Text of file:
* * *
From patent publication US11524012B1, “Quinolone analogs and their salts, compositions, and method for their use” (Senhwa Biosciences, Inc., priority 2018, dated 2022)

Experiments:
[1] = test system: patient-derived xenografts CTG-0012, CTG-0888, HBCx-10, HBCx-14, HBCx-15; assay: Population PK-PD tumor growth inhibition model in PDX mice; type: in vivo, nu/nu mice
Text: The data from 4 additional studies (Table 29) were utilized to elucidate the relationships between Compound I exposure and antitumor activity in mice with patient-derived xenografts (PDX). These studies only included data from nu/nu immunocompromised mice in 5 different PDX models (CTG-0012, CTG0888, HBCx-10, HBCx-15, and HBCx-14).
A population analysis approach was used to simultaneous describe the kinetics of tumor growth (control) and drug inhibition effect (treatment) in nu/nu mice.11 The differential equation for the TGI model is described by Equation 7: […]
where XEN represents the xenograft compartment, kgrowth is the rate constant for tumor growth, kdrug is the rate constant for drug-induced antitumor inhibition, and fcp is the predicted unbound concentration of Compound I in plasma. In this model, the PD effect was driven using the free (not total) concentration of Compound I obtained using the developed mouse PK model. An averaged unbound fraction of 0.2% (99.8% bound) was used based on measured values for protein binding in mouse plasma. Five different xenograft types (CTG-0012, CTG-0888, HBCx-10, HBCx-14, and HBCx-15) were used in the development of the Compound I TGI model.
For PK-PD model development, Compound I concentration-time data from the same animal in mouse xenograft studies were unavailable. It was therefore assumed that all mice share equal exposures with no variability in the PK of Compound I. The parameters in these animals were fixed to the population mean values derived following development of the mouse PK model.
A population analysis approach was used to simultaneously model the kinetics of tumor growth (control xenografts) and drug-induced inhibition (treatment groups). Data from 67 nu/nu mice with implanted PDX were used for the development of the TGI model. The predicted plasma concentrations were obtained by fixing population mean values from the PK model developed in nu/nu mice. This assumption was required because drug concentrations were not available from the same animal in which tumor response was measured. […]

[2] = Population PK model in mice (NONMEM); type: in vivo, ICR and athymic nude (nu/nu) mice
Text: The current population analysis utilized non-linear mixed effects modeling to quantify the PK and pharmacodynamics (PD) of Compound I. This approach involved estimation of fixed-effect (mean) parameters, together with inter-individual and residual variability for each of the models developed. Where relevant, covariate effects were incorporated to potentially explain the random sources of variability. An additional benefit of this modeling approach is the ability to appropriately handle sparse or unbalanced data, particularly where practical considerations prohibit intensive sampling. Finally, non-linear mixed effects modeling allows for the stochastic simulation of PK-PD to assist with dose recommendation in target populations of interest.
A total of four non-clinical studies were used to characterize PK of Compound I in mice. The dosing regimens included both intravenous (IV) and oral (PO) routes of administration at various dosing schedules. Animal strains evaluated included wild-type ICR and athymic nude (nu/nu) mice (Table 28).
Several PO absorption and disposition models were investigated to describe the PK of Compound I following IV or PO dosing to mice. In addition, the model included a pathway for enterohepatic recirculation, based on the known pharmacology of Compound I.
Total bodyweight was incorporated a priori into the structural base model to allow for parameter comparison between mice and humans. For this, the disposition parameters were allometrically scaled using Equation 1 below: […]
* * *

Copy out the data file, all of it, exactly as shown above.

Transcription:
From patent publication US11524012B1, “Quinolone analogs and their salts, compositions, and method for their use” (Senhwa Biosciences, Inc., priority 2018, dated 2022)

Experiments:
[1] = test system: patient-derived xenografts CTG-0012, CTG-0888, HBCx-10, HBCx-14, HBCx-15; assay: Population PK-PD tumor growth inhibition model in PDX mice; type: in vivo, nu/nu mice
Text: The data from 4 additional studies (Table 29) were utilized to elucidate the relationships between Compound I exposure and antitumor activity in mice with patient-derived xenografts (PDX). These studies only included data from nu/nu immunocompromised mice in 5 different PDX models (CTG-0012, CTG0888, HBCx-10, HBCx-15, and HBCx-14).
A population analysis approach was used to simultaneous describe the kinetics of tumor growth (control) and drug inhibition effect (treatment) in nu/nu mice.11 The differential equation for the TGI model is described by Equation 7: […]
where XEN represents the xenograft compartment, kgrowth is the rate constant for tumor growth, kdrug is the rate constant for drug-induced antitumor inhibition, and fcp is the predicted unbound concentration of Compound I in plasma. In this model, the PD effect was driven using the free (not total) concentration of Compound I obtained using the developed mouse PK model. An averaged unbound fraction of 0.2% (99.8% bound) was used based on measured values for protein binding in mouse plasma. Five different xenograft types (CTG-0012, CTG-0888, HBCx-10, HBCx-14, and HBCx-15) were used in the development of the Compound I TGI model.
For PK-PD model development, Compound I concentration-time data from the same animal in mouse xenograft studies were unavailable. It was therefore assumed that all mice share equal exposures with no variability in the PK of Compound I. The parameters in these animals were fixed to the population mean values derived following development of the mouse PK model.
A population analysis approach was used to simultaneously model the kinetics of tumor growth (control xenografts) and drug-induced inhibition (treatment groups). Data from 67 nu/nu mice with implanted PDX were used for the development of the TGI model. The predicted plasma concentrations were obtained by fixing population mean values from the PK model developed in nu/nu mice. This assumption was required because drug concentrations were not available from the same animal in which tumor response was measured. […]

[2] = Population PK model in mice (NONMEM); type: in vivo, ICR and athymic nude (nu/nu) mice
Text: The current population analysis utilized non-linear mixed effects modeling to quantify the PK and pharmacodynamics (PD) of Compound I. This approach involved estimation of fixed-effect (mean) parameters, together with inter-individual and residual variability for each of the models developed. Where relevant, covariate effects were incorporated to potentially explain the random sources of variability. An additional benefit of this modeling approach is the ability to appropriately handle sparse or unbalanced data, particularly where practical considerations prohibit intensive sampling. Finally, non-linear mixed effects modeling allows for the stochastic simulation of PK-PD to assist with dose recommendation in target populations of interest.
A total of four non-clinical studies were used to characterize PK of Compound I in mice. The dosing regimens included both intravenous (IV) and oral (PO) routes of administration at various dosing schedules. Animal strains evaluated included wild-type ICR and athymic nude (nu/nu) mice (Table 28).
Several PO absorption and disposition models were investigated to describe the PK of Compound I following IV or PO dosing to mice. In addition, the model included a pathway for enterohepatic recirculation, based on the known pharmacology of Compound I.
Total bodyweight was incorporated a priori into the structural base model to allow for parameter comparison between mice and humans. For this, the disposition parameters were allometrically scaled using Equation 1 below: […]